Category Archives: Lighting

Dance Photography at Dance for All: Kirsty

A while back, I met with Kirsty for a dance photo shoot at Dance for All, on St Stephen Street in Edinburgh. The main studio was a little different from what I was used to as it was surrounded by mirrors and windows. Mirrors are a real challenge when lighting a subject, and also limit your shooting angles since you usually don’t want the photographer to appear in the shot.

Dancer at Dance for All, Edinburgh, lit from both sides and slightly behind

I asked Kirsty to look in the direction of one of the lights, in order to avoid nasty shadows on her face. I loved the lights in the background and I think they really add to the composition of this image.

In the photograph above, I deliberately underexposed the background to hide the clutter in the studio. I had two speed lights on the left and right of Kirsty, slightly behind. This is one of my favourite lighting set ups.

Light painting of dancer in front of mirror at Dance for All, Edinburgh

I chose to warm the colours in the photograph to complement Kirsty’s top and shoes and provide good colour contrast with her blue shorts.

As the studio could be made dark enough, I couldn’t resist doing some light paintings as well. I first tried a variation of my ‘lone dancer and the mirror’ image, with Kristy turning her back on the mirror rather than facing it. I added a bit of ‘grit’ in Photoshop and I’m quite pleased with the final result.

Light painting a dancer on a chair, facing away from the camera. Picture taken a Dance for All, Edinburgh

I really like this pose, but next time I’ll make sure one can see the dancer’s hands

I had only done our last set-up once before, and I therefore was looking forward to getting some more practice. In hindsight, I should have asked Kirsty to wear something more colourful, as the black clothing doesn’t provide enough separation from the black background, in my opinion.

 

Dance Photography: Shadow Dancers

The word photography has greek roots and means ‘drawing with light’. But shadows can be your best friend. In fact, it is the combination of light and shadows that creates compelling imagery.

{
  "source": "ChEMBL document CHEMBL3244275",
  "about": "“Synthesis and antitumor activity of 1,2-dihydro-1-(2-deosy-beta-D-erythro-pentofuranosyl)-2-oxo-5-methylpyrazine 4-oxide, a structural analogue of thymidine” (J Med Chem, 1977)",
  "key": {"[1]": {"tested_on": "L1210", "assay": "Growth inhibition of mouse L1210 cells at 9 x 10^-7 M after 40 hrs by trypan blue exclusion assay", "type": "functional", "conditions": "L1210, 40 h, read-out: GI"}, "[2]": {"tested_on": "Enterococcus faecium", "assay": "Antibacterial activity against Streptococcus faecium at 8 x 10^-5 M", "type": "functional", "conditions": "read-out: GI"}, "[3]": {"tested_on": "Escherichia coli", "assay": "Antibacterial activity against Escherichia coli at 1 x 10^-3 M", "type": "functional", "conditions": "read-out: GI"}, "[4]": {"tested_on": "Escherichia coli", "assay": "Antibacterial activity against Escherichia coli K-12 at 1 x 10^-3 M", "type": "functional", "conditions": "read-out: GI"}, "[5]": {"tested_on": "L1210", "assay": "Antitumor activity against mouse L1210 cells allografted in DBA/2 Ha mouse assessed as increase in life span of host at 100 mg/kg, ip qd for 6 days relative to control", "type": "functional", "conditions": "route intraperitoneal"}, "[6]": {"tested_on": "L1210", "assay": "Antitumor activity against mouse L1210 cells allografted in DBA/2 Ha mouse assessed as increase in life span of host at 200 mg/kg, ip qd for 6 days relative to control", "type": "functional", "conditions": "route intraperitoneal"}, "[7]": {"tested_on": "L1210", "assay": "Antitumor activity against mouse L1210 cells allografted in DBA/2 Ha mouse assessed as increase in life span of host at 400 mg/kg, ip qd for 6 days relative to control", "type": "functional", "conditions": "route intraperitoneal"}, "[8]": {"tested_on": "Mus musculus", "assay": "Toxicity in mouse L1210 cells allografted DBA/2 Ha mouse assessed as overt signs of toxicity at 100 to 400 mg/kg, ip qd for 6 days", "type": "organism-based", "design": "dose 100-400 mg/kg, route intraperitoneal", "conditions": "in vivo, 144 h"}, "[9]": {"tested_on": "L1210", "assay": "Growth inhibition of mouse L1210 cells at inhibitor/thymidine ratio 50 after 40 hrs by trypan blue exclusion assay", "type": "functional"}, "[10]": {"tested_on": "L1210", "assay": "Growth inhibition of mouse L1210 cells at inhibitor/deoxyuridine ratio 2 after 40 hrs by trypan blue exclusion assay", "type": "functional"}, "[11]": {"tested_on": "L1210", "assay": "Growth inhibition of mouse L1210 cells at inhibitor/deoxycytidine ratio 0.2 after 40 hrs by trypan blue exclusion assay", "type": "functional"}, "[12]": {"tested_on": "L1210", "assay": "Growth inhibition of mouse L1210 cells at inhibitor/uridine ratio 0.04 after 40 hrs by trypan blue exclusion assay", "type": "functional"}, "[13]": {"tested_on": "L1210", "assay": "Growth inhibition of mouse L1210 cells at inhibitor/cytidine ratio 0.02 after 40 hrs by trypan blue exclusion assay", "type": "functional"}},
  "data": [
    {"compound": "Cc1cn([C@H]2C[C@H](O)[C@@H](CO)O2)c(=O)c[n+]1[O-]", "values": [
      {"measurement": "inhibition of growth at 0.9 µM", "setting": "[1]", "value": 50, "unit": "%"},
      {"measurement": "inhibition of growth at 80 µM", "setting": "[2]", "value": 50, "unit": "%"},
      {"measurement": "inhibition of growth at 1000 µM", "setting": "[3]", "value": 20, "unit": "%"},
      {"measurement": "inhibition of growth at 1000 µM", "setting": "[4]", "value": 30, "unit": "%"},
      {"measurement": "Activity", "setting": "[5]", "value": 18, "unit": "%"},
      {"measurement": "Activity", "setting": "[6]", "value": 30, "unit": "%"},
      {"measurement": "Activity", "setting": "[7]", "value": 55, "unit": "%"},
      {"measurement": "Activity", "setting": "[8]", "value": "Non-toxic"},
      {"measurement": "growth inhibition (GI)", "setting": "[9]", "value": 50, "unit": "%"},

dancer and shadow on a light coloured wall at Dance Base, Edinburgh

This is one of my two favourite images from this set-up. I really like the fact the shadow comes really close to the left edge of the frame, as it creates visual tension.

On this dance photography shoot with Charmagne and Chanelle, I decided to explore the use of shadows. With a light coloured wall, it is possible to project a distinct shadow of the dancer.

dancer and shadow on a light coloured wall at Dance Base, Edinburgh

In this image the dancer’s body shape is very similar to the one in the previous photograph, yet I don’t think this image is as strong. I believe it is because of the different spatial relationship between the dancer and her shadow.

Dancers can create very photogenic shapes with their bodies. The combination of the dancer and her shadow, as a form of visual echo, creates a more three dimensional feel to the photographs.

dancer and shadow on a light coloured wall at Dance Base, Edinburgh

Like in the first photograph of Charmagne, at the top of this blog post, this image of Chanelle has her shadow close to the left edge of the frame. It is probably no coincidence that this is the other of my two favourite pictures from this set-up.

I wish we had more time to explore this set-up, because I feel I’ve only scratched the surface of what’s possible. Hopefully, I’ll get the chance sometime soon.

dancer and shadow on a light coloured wall at Dance Base, Edinburgh

The shape of Chanelle’s body is very appealing from the graphic standpoint. The triangle shape formed by the legs and the implied triangle formed by the arms. But somehow, the combination of that shape and her shadow isn’t quite as compelling as in the previous photograph.

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Light Painting a Dancer in Stockbridge: Juan

About a year ago, I had plans to do a light painting session in Stockbridge, Edinburgh, with singer/songwriter Anna McLuckie. Unfortunately  we had to switch to an indoor location due to very poor weather. In a way it was a blessing because the pictures turned out great (you can see them here). But it was also a shame because I really liked the location we had picked for the shoot, McKenzie bridge.

Light painting of dancer framed with one arch of McKenzie bridge, in Stockbridge, Edinburgh

Framing within a frame is a favourite composition tools of mine. I couldn’t resist framing my model with one of the arches of McKenzie bridge.

Interestingly, dancer  Juan Barton had expressed interest in my personal light painting project and in Stockbridge as a potential location for the shoot. McKenzie bridge immediately came to my mind and we quickly agreed on the location.

Light painting of male dancer wearing a suit and framed with one arch of McKenzie bridge, in Stockbridge, Edinburgh

I really liked the metal gate and I wanted to reveal it by putting my subject on the right side of the frame.